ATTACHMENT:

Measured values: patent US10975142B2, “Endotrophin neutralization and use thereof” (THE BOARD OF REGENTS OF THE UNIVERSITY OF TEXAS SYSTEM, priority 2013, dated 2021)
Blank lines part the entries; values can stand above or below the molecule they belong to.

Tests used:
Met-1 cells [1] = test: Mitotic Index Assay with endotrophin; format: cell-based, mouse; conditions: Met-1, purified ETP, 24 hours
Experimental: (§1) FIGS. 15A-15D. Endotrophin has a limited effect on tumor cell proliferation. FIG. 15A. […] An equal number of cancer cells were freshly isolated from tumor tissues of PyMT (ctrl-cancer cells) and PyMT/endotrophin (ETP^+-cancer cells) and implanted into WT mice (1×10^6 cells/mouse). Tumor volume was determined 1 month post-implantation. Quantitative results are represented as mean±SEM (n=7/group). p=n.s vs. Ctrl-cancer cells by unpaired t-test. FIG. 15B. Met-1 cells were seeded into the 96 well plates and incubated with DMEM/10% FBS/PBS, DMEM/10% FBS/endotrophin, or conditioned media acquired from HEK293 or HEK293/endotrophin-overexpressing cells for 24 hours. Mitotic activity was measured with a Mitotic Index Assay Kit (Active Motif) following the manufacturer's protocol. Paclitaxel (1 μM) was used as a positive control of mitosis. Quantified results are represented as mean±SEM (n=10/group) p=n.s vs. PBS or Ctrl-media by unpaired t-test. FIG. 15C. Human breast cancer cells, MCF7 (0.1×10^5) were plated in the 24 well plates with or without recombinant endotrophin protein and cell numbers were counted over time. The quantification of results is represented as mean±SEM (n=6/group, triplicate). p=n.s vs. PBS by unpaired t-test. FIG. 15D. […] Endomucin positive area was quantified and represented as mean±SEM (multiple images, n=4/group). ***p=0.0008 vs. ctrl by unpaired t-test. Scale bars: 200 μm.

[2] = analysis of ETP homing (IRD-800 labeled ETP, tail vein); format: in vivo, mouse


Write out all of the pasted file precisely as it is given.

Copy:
Measured values: patent US10975142B2, “Endotrophin neutralization and use thereof” (THE BOARD OF REGENTS OF THE UNIVERSITY OF TEXAS SYSTEM, priority 2013, dated 2021)
Blank lines part the entries; values can stand above or below the molecule they belong to.

Tests used:
Met-1 cells [1] = test: Mitotic Index Assay with endotrophin; format: cell-based, mouse; conditions: Met-1, purified ETP, 24 hours
Experimental: (§1) FIGS. 15A-15D. Endotrophin has a limited effect on tumor cell proliferation. FIG. 15A. […] An equal number of cancer cells were freshly isolated from tumor tissues of PyMT (ctrl-cancer cells) and PyMT/endotrophin (ETP^+-cancer cells) and implanted into WT mice (1×10^6 cells/mouse). Tumor volume was determined 1 month post-implantation. Quantitative results are represented as mean±SEM (n=7/group). p=n.s vs. Ctrl-cancer cells by unpaired t-test. FIG. 15B. Met-1 cells were seeded into the 96 well plates and incubated with DMEM/10% FBS/PBS, DMEM/10% FBS/endotrophin, or conditioned media acquired from HEK293 or HEK293/endotrophin-overexpressing cells for 24 hours. Mitotic activity was measured with a Mitotic Index Assay Kit (Active Motif) following the manufacturer's protocol. Paclitaxel (1 μM) was used as a positive control of mitosis. Quantified results are represented as mean±SEM (n=10/group) p=n.s vs. PBS or Ctrl-media by unpaired t-test. FIG. 15C. Human breast cancer cells, MCF7 (0.1×10^5) were plated in the 24 well plates with or without recombinant endotrophin protein and cell numbers were counted over time. The quantification of results is represented as mean±SEM (n=6/group, triplicate). p=n.s vs. PBS by unpaired t-test. FIG. 15D. […] Endomucin positive area was quantified and represented as mean±SEM (multiple images, n=4/group). ***p=0.0008 vs. ctrl by unpaired t-test. Scale bars: 200 μm.

[2] = analysis of ETP homing (IRD-800 labeled ETP, tail vein); format: in vivo, mouse